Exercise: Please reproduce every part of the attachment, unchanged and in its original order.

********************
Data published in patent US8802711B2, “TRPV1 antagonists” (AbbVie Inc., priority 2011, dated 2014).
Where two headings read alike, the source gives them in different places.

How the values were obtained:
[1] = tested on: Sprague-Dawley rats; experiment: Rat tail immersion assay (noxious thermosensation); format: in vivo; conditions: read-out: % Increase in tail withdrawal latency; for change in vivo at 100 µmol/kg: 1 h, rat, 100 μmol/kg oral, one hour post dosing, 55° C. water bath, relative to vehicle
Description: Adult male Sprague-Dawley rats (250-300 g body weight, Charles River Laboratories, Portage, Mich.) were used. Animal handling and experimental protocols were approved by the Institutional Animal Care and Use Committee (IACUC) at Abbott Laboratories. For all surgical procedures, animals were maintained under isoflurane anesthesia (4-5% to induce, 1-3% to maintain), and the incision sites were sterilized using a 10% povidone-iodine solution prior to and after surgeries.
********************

Data published in patent US8802711B2, “TRPV1 antagonists” (AbbVie Inc., priority 2011, dated 2014).
Where two headings read alike, the source gives them in different places.

How the values were obtained:
[1] = tested on: Sprague-Dawley rats; experiment: Rat tail immersion assay (noxious thermosensation); format: in vivo; conditions: read-out: % Increase in tail withdrawal latency; for change in vivo at 100 µmol/kg: 1 h, rat, 100 μmol/kg oral, one hour post dosing, 55° C. water bath, relative to vehicle
Description: Adult male Sprague-Dawley rats (250-300 g body weight, Charles River Laboratories, Portage, Mich.) were used. Animal handling and experimental protocols were approved by the Institutional Animal Care and Use Committee (IACUC) at Abbott Laboratories. For all surgical procedures, animals were maintained under isoflurane anesthesia (4-5% to induce, 1-3% to maintain), and the incision sites were sterilized using a 10% povidone-iodine solution prior to and after surgeries.